The majority of households in the UK, Europe and the US will have a connection to the Internet, and in most cases will have a device known as a Wireless Router to provide that connectivity for at least 1 computer device. In most cases the Wireless Router will be used to connect multiple devices from a local WLAN to the Public Internet.
Before we specifically describe a Wireless Router, it is probably best to describe the role of a Router in a data network. A Router’s role is to read the logical IP Address on packets and determine which network or sub network those packets need to be delivered to. A simple way to look at a router is to compare it to a postal sorting office where letters have their post codes or zip codes checked to determine which area of the country the letter is destined for. In the UK, the first part of the postal code determines the general area such as an area of London or Manchester, and the second part determines an actual street or road. An IP Address, when coupled with a network mask does almost the same thing, but instead of a Geographical area, the router is able to determine a specific area of a network.
A local router which is attached to a Local Area Network or Wireless Local Area Network acts as the local postman by determining the physical MAC Address of a device so that it can deliver packets to the correct computer device.
In order to connect to the Internet we normally need a modem that runs the same protocols as the Service Provider Access Network. In most cases we will be using either an ADSL Modem or a Cable modem depending on who our service provider is.
A wireless Router will normally combine the functions of a modem, a router and a wireless access point, and provide not only wired connectivity to local devices by means of an Ethernet cable, but also provide the option of connecting to local devices by means of a wireless technology specified in the IEEE 802.11 Wireless standard. The IEEE 802.11g standard allows for local wireless connectivity at 54Mbps within the 2.4Ghz ISM frequency bands. The IEEE 802.11n standard was ratified in 2009 and provides for enhanced data rates up to 300 or even 600Mbps and incorporates the MIMO ( Multiple Input Multiple Output) technology which requires the use of additional antennas. The channel width is also doubled from 20Mhz wide channels used with previous versions of the standard to 40Mhz. Routers running the 802.11n standard with MIMO are normally a little more expensive due to the cost of the additional antennas.
The home Wireless router will also act as a DHCP (Dynamic Host Configuration Protocol) Server, so that local IP Addresses can be automatically served up to local computer devices, doing away with the need to manually configure IP parameters on each an every local device. Another protocol running on the wireless router with be NAT (Network Address Translation), which translates locally routable IP Addresses to Globally routable IP Addresses needed on the Internet. This means we can all use the same local IP Addresses on our LAN or WLAN to communicate locally, but use the Global IP Address supplied by our Service Provider when accessing the Internet. The router translates from local to global on the way out and the reverse as packets are routed towards the local network needs a degree of security, particularly when connected to the Public Internet, otherwise anyone globally could have access to your network. The router will provide this security by having a built-in Firewall function. Wireless networks have additional security issues because of the fact that anyone within range of your wireless network, who has a wireless access point or device could join the network and therefore eavesdrop on data conversations, or worse still access a computer device and steal or corrupt information. For this reason a number of Wireless security protocols have been developed to protect the WLAN.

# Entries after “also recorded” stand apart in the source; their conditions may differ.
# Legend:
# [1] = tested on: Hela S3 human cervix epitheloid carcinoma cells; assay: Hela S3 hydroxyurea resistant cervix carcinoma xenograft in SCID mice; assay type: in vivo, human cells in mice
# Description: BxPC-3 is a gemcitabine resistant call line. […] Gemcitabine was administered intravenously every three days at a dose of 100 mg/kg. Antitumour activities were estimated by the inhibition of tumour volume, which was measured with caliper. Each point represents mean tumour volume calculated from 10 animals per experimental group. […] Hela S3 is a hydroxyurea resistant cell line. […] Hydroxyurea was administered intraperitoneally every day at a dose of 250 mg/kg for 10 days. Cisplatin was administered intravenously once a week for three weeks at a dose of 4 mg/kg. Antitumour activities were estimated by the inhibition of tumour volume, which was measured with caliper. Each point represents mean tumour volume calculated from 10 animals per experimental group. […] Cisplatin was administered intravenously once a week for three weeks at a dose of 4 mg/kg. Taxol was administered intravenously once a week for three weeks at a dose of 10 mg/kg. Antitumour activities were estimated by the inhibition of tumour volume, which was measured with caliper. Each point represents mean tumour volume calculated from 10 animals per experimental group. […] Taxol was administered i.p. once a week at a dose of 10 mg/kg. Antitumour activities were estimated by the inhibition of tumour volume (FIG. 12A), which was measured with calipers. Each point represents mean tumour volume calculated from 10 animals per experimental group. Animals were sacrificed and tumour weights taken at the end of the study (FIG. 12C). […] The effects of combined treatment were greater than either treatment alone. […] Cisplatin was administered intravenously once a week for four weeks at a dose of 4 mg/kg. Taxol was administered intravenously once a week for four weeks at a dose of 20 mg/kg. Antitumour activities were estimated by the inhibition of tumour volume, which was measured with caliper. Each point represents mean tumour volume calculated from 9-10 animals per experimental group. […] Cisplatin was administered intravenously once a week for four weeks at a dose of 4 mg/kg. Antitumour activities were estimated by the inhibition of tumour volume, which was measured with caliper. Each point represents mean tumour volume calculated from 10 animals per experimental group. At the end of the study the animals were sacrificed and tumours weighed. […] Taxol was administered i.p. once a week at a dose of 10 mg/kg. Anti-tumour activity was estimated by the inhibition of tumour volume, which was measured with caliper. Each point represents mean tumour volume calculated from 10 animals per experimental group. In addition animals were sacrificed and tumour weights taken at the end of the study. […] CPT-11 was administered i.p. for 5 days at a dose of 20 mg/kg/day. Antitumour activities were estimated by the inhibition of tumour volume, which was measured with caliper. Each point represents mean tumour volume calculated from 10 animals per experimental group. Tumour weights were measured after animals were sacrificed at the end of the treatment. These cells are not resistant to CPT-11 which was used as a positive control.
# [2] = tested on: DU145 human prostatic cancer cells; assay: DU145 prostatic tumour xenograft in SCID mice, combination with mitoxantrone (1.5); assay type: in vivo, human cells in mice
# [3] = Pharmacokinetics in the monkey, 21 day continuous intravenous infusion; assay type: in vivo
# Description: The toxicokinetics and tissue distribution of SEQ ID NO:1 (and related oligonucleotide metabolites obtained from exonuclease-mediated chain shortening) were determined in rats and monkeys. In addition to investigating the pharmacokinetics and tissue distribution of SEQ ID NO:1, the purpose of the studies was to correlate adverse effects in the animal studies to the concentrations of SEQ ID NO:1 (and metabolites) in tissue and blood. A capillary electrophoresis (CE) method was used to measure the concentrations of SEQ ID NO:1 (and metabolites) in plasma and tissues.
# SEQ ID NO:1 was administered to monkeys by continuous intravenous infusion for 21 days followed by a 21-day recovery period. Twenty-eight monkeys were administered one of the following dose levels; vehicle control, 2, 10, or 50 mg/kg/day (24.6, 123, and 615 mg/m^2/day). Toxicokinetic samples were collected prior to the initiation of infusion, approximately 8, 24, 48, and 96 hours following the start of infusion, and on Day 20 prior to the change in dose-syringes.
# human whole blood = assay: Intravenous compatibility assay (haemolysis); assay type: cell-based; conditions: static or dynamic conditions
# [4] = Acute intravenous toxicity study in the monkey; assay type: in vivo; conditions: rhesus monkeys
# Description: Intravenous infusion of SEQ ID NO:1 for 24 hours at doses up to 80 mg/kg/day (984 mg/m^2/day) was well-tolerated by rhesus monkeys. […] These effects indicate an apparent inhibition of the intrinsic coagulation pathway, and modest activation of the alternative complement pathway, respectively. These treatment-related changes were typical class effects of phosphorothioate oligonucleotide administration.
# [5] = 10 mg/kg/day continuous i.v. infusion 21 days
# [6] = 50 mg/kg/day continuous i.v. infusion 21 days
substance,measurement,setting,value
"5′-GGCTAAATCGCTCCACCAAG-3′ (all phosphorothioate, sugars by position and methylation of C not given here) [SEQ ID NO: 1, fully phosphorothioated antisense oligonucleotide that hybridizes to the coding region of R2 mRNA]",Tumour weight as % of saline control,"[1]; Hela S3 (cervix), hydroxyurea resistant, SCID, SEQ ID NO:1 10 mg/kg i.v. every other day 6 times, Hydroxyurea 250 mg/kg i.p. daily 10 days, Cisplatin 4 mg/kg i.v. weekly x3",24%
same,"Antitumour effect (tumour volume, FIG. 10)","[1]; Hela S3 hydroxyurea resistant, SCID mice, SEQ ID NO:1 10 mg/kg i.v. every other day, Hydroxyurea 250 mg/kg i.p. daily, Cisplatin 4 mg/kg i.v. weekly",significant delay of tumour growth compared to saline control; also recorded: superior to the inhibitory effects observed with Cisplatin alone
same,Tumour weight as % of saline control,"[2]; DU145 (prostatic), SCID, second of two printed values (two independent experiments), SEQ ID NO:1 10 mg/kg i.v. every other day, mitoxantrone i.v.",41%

The first wireless security protocol was WEP (Wireless Equivalent Privacy) which uses an Authentication and Encryption key normally of 64 or 128 bits in length to protect the data as it traverses the wireless lan. WEP keys can easily be broken by someone determined enough to do it and programs are freely available on the Internet for this purpose. For most home users WEP may be sufficient, but as you don’t necessarily know who your neighbours are and their intentions, it is better to protect your local wireless network with a more advanced security protocol. WPA (Wi-Fi Protected Access) uses much stronger encryption than WEP and should be used in preference to WEP when necessary. It is important to note that most wireless routers come packaged with wireless security turned off, so it is up to the consumer to determine the level of security required and to configure the parameters when originally setting up your WLAN. If you are not technically minded then find a friend of relative that has some knowledge and choose the strongest protection available on the device, which will normally be WPA.